The workshop was a good opportunity to help musicians in the region have a better understanding of copyright and CC license and what sharing can bring to them. It was also meaningful in that it was the first-ever CC-related workshop in Melanesia, which I hope will lead to more CC stories in the region of vibrant culture and rich heritage in the future.
The music camp was the first part of the two-year-long project. Next year Music Crossroads will be the host to in Maputo, Mozambique.
Read a blog post by COSV to learn more about the event.1 Comment »
Creative Commons extends its deepest gratitude to Donatella Della Ratta. For almost six years, she’s been working as a tireless advocate for Creative Commons and open culture in the Arab world, increasing the knowledge and adoption of CC, conducting outreach to creative communities, and connecting activists throughout the region. Dona has done all of this with grace and tenacity in the midst of an oftentimes unpredictable and sometimes unstable political and social environment in much of the Arab world. We thank you, Dona.
Even though Dona is leaving her position as regional coordinator for the Arab world, Creative Commons will continue to support this incredibly important region. We are in the process of bringing on two new part-time regional coordinators, as we’ve done with other geographic areas. Below is a note from Donatella.
On my way back from Amman, where the fourth Arab Bloggers meeting was held this year, I was thinking that it all started here. Back to early 2008, I was lucky enough to breathe an atmosphere of excitement and change that pervaded the Arab region, and encouraged the Arab youth to gather and discuss ideas, projects, new challenges. Technology played a key role in these gatherings: at the time, open communities such as Linux, Wikipedia, Mozilla, and the like, were being formed and getting together. We started the Creative Commons Arab world community during that wave of change, connecting with the other Arab communities which were using technology to create content together, promote social change, defend freedom of choice – and of expression.
We launched the first archive of CC-licensed broadcast footage with Al Jazeera, at a time when the lack of foreign journalists on the ground in Gaza during the Israeli attack had made information a very precious and scarce resource. Since 2008, many things happened in the Arab region. The Creative Commons Arab community has grown exponentially, and many countries have joined: together with Jordan and Egypt, where we had already official affiliates prior to 2008, informal communities started to gather in Lebanon, Syria, Qatar, UAE, Palestine, Tunisia, Algeria, Morocco, Iraq, Oman, and Mauritania. The latest addition has been Yemen, where few months ago the first training workshop on CC and open licensing was held in Sana`a.
During these years, we have held CC Salons everywhere in the region, from Doha to Casablanca; we have hosted CC Iftars in a number of Arab capitals, from Damascus to Amman. CC Arab communities have gathered in regional meetings four times (2009 Doha; 2010 Doha; 2011 Tunis: 2012 Cairo). We have hosted CC training sessions, panels and hands-on workshops in many regional, tech and community related events. In 2011, we started the first Pan Arab peer-produced and CC-licensed music project, “It will be wonderful”, which is still traveling around the world and being remixed. We produced the first collaborative, open-licensed comics fanzine between Egyptian and Moroccan artists. And many other exciting projects are in the pipeline: books, videos, music, and training toolkits, in Arabic and free to share.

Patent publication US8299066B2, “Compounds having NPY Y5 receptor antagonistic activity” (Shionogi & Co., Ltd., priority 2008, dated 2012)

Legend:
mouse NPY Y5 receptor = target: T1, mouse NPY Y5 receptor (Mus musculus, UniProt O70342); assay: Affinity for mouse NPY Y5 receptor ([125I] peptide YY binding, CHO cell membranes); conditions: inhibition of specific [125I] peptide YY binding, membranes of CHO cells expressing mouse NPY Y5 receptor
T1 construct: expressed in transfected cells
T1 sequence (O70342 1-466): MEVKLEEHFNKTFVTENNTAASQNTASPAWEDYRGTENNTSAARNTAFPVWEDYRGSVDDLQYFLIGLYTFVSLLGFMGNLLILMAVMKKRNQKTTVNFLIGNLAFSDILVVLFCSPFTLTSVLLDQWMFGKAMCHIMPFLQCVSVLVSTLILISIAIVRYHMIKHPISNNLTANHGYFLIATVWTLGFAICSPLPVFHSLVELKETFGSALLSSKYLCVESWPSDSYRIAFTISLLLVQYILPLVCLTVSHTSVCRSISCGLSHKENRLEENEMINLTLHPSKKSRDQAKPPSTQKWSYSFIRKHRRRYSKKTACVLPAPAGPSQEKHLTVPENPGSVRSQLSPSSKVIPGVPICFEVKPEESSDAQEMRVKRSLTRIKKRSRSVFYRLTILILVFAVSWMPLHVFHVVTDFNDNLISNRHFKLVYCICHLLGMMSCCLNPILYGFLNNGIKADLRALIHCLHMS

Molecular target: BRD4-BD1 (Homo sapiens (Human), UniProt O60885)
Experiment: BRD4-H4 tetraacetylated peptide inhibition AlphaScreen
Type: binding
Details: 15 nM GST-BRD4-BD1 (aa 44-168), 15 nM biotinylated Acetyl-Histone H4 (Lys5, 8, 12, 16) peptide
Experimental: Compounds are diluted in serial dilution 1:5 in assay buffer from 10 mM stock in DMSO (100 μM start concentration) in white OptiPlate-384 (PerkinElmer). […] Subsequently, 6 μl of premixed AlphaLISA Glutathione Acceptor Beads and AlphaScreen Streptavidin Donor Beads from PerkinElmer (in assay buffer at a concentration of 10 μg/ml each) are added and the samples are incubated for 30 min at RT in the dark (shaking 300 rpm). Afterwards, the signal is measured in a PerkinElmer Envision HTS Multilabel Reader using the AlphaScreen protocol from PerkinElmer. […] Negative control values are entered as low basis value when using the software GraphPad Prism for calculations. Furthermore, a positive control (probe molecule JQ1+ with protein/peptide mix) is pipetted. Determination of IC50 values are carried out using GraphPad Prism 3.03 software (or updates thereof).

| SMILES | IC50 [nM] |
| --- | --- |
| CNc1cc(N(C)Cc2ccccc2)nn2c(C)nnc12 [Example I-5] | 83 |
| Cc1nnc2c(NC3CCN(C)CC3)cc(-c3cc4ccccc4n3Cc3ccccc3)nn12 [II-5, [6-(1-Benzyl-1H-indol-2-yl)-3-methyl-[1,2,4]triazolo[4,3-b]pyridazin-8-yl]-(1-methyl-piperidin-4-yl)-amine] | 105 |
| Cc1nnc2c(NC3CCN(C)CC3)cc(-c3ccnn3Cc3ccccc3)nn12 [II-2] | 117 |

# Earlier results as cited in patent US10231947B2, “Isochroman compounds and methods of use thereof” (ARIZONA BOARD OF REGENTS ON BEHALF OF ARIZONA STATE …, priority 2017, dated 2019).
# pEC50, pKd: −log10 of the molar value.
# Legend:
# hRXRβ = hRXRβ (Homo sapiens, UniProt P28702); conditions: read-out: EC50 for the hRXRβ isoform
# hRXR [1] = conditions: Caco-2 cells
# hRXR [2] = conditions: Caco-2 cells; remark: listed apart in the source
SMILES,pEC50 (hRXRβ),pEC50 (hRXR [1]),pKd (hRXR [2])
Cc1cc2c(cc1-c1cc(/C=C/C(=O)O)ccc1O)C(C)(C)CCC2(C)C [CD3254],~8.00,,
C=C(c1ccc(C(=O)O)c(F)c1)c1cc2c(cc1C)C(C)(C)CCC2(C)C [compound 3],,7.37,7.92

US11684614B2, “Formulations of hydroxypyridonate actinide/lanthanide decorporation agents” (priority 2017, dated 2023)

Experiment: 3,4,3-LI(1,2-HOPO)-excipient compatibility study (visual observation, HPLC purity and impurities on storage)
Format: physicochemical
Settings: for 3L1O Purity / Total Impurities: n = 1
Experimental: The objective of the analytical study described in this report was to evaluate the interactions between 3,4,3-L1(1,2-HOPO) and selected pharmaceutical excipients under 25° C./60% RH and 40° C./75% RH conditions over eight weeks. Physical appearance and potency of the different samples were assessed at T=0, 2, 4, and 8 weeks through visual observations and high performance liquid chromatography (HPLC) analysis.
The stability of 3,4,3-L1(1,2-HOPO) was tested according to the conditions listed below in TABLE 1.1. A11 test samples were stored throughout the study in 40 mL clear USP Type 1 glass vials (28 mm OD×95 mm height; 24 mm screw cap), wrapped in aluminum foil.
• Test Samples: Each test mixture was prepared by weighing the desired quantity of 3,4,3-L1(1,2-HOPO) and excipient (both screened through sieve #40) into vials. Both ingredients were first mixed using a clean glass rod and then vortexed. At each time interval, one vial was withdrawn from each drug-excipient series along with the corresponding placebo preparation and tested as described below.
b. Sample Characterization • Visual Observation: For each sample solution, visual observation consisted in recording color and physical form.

Meanwhile, the Arab uprisings have happened, and this was probably the biggest change that the region witnessed in decades. Today the Arab world lives in difficult conditions: after the first wave of excitement for the toppling of many authoritarian regimes in the region, the civil movement for change has now to face tough challenges. Activists are being jailed and tortured, and creativity and cooperation are being repressed in an atmosphere of dire restoration. One of the most prominent member of the CC Arab world community, Bassel Khartabil aka Safadi, has been imprisoned by the Syrian government for two years without charges, probably being guilty of having dreamt a more free and open society for himself and his peers. Yet, against all odds, the Creative Commons Arab world, together with many other youth-led movements and communities in the region, is still producing content, sharing and building on other people`s ideas, and working for a better, more open society.
After five years spent as Arab world regional coordinator, I am proud to have helped this community to come together, and humbled by the strength and energy of this youth. While I am leaving my official role at Creative Commons, I will always be involved with the amazing Arab community and work together to push forward new ideas and exciting projects, despite all the problems we have to face in the region. And we will be waiting for our friend Bassel Safadi to join us in new, upcoming challenges.1 Comment »